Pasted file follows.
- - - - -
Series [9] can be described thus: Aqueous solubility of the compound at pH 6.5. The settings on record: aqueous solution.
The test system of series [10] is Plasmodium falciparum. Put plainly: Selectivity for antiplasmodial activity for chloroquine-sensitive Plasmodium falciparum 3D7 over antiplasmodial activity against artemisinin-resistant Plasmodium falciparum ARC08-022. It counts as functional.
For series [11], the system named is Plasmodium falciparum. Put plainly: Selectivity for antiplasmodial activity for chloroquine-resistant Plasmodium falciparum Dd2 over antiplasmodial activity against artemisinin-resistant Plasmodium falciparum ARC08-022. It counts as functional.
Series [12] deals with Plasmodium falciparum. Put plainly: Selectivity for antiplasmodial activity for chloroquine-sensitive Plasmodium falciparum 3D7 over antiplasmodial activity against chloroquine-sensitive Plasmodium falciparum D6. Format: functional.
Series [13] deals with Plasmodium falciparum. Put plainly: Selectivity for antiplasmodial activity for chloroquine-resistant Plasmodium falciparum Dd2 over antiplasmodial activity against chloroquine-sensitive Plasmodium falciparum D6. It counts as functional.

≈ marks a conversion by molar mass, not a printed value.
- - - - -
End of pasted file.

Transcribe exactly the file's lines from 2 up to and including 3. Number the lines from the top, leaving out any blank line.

The test system of series [10] is Plasmodium falciparum. Put plainly: Selectivity for antiplasmodial activity for chloroquine-sensitive Plasmodium falciparum 3D7 over antiplasmodial activity against artemisinin-resistant Plasmodium falciparum ARC08-022. It counts as functional.
For series [11], the system named is Plasmodium falciparum. Put plainly: Selectivity for antiplasmodial activity for chloroquine-resistant Plasmodium falciparum Dd2 over antiplasmodial activity against artemisinin-resistant Plasmodium falciparum ARC08-022. It counts as functional.